On Life, love and Politics

"Random musings about Life, love and Politics. Just my open diary on the events going on in the world as I see it."

Solidarity Always August 16, 2009

Filed under: Opinion Corner/Votre opinion — kikenileda @ 8:53 AM

Nkendem FORBINAKE

As Nigeria and Cameroon mark the first year, today, of the definitive
settlement of their border misunderstanding, nothing better justifies
the claim that the resolution of this matter was a landmark event in
the settlement of international disputes than the posture of peace
posited by the two sides since August 14.

One year on, the two countries clearly have an attitude that
illustrates the determination of the two sides in the furtherance of a
course of peace, mutual cooperation and friendship as a way of saying
that never will the resolution of the Bakassi conflict be considered as
a victory or defeat by any of the parties. Rather, by resolving the
Bakassi issue the way it was done, Nigeria and Cameroon wanted to show
the world that international disputes can better be resolved in the
glass houses of diplomacy than on the harsh fields of military
confrontation.

As the count down to the signing of documents confirming the return of
sovereignty over the Bakassi marshlands to Cameroon on August 14 in
Calabar was unfolding, a team of Cameroon reporters criss-crossed
Nigeria to get the feel of ordinary Nigerians. The result of the
enquiry was a business-as-usual attitude with many people insisting on
the God-made geographical and historical imperative which “condemns”
the people of Nigeria and Cameroon to live together. “You can choose
your friends, but you can never choose your neighbours”, many people
seemed to be saying, to vindicate the fact that tied by such bonds, it
could only be in the interest of the two peoples to adopt a most
favourable modus vivendi.

Granted, Nigeria was losing territory; but the Foreign Minister Chief
Ojo Maduekwe very warmly received the Cameroon Tribune team at his
Abuja residence on August 11, 2008. Going beyond the rigours of
protocol, the Minister gladly offered supper to the team and in
conclusion to the formal interview wondered aloud why, with Yaounde
just an hour’s flying time from Abuja, the Foreign Ministers of the two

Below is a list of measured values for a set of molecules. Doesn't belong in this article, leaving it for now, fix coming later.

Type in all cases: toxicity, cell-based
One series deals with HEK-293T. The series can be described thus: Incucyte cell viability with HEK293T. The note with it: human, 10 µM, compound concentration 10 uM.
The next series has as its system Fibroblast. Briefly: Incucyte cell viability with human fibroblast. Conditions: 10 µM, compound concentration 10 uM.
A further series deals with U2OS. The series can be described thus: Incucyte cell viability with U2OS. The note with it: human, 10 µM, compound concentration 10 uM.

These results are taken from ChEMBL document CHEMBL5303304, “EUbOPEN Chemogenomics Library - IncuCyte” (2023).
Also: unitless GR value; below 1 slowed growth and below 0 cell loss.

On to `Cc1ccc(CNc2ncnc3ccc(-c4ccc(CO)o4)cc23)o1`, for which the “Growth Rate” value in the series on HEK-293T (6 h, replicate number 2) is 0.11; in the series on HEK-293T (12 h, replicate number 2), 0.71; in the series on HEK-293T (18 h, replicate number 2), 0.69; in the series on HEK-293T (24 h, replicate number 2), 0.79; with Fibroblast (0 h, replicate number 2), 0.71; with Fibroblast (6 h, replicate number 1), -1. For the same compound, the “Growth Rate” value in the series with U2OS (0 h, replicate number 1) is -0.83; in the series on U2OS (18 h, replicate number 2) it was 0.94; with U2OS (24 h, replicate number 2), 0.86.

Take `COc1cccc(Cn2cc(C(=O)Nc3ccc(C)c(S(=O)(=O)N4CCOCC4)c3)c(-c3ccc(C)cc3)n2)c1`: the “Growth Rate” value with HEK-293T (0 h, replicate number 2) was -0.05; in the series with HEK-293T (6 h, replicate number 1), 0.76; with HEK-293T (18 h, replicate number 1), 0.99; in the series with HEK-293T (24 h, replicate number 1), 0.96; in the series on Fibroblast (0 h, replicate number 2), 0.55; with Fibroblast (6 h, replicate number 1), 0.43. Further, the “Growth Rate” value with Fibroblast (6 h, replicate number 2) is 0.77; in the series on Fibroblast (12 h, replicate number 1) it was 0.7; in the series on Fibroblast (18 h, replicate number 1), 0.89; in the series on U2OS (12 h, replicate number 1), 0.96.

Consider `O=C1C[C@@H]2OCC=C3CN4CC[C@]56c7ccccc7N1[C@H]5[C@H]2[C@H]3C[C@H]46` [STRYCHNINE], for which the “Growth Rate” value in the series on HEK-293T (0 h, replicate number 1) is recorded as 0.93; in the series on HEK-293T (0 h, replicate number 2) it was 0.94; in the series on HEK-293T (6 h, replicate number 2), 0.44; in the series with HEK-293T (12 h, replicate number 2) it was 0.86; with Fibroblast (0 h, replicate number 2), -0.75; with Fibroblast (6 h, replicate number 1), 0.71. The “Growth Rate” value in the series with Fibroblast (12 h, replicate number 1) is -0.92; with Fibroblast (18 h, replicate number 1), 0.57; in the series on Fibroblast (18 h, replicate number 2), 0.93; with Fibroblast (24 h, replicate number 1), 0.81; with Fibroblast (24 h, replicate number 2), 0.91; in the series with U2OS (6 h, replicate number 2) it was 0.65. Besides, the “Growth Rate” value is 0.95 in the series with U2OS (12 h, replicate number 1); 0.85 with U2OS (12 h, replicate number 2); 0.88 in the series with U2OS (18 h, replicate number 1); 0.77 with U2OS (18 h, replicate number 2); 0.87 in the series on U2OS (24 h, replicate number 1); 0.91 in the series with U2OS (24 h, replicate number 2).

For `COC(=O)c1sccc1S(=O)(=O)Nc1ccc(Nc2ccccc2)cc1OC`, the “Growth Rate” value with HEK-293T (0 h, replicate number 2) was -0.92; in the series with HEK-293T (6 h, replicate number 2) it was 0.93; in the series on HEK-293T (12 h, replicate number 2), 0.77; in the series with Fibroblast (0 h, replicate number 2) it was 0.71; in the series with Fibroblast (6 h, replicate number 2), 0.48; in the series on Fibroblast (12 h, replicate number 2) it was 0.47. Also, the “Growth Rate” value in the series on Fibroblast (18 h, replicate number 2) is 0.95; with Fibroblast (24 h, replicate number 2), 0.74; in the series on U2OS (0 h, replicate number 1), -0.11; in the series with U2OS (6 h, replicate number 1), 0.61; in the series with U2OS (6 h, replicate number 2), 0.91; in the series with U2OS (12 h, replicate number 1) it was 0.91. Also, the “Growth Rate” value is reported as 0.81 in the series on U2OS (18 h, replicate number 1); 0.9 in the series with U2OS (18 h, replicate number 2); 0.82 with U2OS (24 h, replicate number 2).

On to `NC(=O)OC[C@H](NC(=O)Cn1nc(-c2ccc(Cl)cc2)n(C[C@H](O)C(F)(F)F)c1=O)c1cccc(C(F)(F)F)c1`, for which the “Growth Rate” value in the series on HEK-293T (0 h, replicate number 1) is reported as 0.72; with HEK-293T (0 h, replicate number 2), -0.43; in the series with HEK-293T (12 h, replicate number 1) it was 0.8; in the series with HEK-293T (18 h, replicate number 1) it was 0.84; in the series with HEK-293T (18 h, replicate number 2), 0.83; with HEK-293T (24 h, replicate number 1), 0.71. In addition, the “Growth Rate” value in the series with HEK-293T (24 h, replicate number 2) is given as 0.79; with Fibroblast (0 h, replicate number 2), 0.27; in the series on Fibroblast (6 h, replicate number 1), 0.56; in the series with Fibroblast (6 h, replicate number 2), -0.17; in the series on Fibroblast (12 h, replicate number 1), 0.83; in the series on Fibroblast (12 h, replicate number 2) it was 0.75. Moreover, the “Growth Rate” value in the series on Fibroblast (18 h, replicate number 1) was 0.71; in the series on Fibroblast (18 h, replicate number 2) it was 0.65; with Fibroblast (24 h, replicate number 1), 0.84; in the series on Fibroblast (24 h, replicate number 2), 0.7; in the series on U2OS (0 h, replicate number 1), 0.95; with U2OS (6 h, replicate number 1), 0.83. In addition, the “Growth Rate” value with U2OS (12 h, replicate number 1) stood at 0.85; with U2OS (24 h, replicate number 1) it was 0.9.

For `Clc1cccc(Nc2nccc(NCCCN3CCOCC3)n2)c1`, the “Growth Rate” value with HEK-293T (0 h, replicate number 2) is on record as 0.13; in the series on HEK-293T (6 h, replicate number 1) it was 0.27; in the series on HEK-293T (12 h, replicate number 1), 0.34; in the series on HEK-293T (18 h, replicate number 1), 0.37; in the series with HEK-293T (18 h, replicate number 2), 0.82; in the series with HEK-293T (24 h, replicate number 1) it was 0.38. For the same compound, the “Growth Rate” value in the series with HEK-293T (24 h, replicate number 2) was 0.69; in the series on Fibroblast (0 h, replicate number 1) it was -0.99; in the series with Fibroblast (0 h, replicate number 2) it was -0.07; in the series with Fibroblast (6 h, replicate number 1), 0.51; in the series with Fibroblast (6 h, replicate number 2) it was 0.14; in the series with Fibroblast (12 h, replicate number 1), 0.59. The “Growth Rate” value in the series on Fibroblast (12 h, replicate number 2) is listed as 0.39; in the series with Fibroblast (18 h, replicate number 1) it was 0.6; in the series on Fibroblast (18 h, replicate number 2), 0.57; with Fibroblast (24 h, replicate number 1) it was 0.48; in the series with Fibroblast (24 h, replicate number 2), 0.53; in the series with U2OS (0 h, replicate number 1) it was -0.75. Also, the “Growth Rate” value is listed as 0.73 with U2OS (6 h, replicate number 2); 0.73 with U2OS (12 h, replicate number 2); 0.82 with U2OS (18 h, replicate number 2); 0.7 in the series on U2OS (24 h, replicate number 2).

countries could not commune more regularly. A veritable Cameroonophile,
Minister Maduekwe conceded being a fan of Makossa music. Marching words
with action, he crossed over the sitting room for his musical set and
within seconds Longue Longue’s latest hit at the time “Ayo’o Africa”
filled the air. A few other guests visiting the Minister that evening
joined the Minister on the dance floor.

In Calabar, several officials the team met, readily told stories about
transborder trade with many, recalling jolly childhood stories about
Cameroonian classmates met locally or even during their studies in
Cameroon. Some even talked about their joint belonging to the Ekpe
society which stretches across the Cameroon-Nigeria border.

At the handing-over ceremony in Calabar one year ago, no Nigerian
official who took the floor – be it the acting Governor of the Cross
River State Francis Adah or the Michael Aondoakan, Minister of Justice
and Attorney General of the Nigerian Federation – regretted their loss
of Bakassi. Rather, they wished that Cameroon, in a veritable spirit of
pater familias continue to take care of the Nigerian populations found
in the area under the new Cameroonian sovereignty.

One year later, there is nothing to regret for those Nigerians who
opted to stay. The government of Cameroon has initiated face-lifting
projects within the Bakassi area which starkly change the sentiment of
neglect and ostracism the local people had often entertained. This
positive government disposition is more so welcome, given the fact that
the majority of the people in the area are still Nigerian.

Nigerians across the national territory continue to enjoy the full
hospitality of Cameroonians. With Bakassi over there even seems to be a
new communion between the peoples of Nigeria an Cameroon. The reported
incidents of police harassments are rather marginal phenomena which are
to be blamed more on human weaknesses than on an express political will
to cooperate, because even the highest authorities of the land have
instructed Cameroonians to live with Nigerians as if they were
compatriots.

At the upper echelons of the State administration, this political will
is manifested by regular visits and consultations as well as work
within the mixed commission set up to bolster cooperation between the
two countries.

 

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